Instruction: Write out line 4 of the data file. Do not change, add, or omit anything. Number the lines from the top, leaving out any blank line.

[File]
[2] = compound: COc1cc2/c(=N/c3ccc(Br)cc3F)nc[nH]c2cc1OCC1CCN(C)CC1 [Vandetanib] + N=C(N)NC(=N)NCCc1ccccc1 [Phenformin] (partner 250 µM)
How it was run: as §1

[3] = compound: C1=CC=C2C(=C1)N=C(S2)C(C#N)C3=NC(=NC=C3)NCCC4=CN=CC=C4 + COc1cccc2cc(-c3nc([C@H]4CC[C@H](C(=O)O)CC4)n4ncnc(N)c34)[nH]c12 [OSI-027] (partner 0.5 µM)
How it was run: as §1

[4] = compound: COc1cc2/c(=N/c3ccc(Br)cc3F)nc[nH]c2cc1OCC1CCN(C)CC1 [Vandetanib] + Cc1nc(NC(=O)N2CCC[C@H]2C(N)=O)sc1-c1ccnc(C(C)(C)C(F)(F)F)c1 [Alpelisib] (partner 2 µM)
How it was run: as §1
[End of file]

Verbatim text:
How it was run: as §1